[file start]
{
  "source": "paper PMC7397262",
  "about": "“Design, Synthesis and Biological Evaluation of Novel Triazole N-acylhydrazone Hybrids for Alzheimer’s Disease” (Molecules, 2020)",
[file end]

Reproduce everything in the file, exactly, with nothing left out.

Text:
{
  "source": "paper PMC7397262",
  "about": "“Design, Synthesis and Biological Evaluation of Novel Triazole N-acylhydrazone Hybrids for Alzheimer’s Disease” (Molecules, 2020)",